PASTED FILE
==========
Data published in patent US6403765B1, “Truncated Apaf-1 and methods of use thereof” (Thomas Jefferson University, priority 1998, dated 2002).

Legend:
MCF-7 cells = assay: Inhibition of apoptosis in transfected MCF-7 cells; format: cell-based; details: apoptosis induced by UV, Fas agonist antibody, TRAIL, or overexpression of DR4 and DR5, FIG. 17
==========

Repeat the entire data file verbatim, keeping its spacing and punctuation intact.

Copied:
Data published in patent US6403765B1, “Truncated Apaf-1 and methods of use thereof” (Thomas Jefferson University, priority 1998, dated 2002).

Legend:
MCF-7 cells = assay: Inhibition of apoptosis in transfected MCF-7 cells; format: cell-based; details: apoptosis induced by UV, Fas agonist antibody, TRAIL, or overexpression of DR4 and DR5, FIG. 17